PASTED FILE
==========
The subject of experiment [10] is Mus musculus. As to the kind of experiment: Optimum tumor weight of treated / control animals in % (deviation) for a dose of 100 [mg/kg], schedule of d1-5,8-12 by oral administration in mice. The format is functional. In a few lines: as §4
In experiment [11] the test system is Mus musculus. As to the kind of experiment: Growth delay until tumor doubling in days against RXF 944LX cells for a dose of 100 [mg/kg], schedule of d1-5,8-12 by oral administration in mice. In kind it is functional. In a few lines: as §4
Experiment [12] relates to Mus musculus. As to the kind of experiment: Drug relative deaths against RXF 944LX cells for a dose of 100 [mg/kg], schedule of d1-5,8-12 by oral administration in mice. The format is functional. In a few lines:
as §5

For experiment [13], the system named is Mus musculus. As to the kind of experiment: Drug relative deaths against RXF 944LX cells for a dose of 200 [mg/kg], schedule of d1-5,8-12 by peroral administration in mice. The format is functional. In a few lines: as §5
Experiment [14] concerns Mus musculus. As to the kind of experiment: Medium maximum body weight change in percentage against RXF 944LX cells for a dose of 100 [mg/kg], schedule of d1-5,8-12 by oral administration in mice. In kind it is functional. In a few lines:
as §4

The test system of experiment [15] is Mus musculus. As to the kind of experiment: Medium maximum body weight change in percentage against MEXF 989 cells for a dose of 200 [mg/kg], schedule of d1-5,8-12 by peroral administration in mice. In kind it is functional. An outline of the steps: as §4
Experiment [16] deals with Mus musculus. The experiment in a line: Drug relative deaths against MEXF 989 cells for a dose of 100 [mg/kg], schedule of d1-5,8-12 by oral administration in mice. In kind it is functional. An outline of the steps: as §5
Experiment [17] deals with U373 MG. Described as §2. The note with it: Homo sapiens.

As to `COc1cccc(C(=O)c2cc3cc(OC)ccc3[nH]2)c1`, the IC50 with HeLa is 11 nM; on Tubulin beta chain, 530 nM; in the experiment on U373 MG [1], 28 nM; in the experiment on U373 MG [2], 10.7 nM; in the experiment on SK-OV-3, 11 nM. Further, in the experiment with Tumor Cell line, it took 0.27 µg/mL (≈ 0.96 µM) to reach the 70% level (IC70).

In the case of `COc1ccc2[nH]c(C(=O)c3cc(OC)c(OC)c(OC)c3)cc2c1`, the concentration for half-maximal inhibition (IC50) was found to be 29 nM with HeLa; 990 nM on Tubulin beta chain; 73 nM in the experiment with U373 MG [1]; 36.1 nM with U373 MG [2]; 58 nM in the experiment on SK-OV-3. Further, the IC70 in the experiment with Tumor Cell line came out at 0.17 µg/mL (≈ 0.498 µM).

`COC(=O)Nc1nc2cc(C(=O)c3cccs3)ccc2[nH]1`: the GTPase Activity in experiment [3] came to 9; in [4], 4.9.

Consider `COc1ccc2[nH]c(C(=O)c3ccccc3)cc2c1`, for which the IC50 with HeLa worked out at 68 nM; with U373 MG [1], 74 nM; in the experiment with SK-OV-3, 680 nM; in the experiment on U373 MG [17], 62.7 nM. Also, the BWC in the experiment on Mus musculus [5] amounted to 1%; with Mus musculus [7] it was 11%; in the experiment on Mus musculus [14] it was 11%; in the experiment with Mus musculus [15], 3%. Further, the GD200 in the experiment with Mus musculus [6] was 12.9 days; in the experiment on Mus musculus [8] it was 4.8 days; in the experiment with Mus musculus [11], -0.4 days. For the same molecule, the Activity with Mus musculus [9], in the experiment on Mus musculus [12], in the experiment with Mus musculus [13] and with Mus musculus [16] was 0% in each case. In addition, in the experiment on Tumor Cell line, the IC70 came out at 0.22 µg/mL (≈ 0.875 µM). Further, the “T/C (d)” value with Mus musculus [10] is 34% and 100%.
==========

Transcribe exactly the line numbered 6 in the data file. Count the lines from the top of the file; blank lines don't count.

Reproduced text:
Experiment [14] concerns Mus musculus. As to the kind of experiment: Medium maximum body weight change in percentage against RXF 944LX cells for a dose of 100 [mg/kg], schedule of d1-5,8-12 by oral administration in mice. In kind it is functional. In a few lines: